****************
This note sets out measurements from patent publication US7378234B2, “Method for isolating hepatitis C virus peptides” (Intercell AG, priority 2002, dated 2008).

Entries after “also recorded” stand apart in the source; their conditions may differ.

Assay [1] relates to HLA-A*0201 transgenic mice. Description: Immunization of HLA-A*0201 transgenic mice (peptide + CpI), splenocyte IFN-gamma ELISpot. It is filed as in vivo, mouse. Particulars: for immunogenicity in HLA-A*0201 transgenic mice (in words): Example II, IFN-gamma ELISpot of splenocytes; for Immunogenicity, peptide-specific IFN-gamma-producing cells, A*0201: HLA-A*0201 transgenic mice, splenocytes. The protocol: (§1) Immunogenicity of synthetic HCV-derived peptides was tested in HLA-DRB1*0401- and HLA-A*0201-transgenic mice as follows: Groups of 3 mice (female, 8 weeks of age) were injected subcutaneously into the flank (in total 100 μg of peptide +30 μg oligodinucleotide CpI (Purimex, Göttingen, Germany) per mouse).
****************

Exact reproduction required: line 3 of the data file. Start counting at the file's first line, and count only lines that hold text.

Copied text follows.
Assay [1] relates to HLA-A*0201 transgenic mice. Description: Immunization of HLA-A*0201 transgenic mice (peptide + CpI), splenocyte IFN-gamma ELISpot. It is filed as in vivo, mouse. Particulars: for immunogenicity in HLA-A*0201 transgenic mice (in words): Example II, IFN-gamma ELISpot of splenocytes; for Immunogenicity, peptide-specific IFN-gamma-producing cells, A*0201: HLA-A*0201 transgenic mice, splenocytes. The protocol: (§1) Immunogenicity of synthetic HCV-derived peptides was tested in HLA-DRB1*0401- and HLA-A*0201-transgenic mice as follows: Groups of 3 mice (female, 8 weeks of age) were injected subcutaneously into the flank (in total 100 μg of peptide +30 μg oligodinucleotide CpI (Purimex, Göttingen, Germany) per mouse).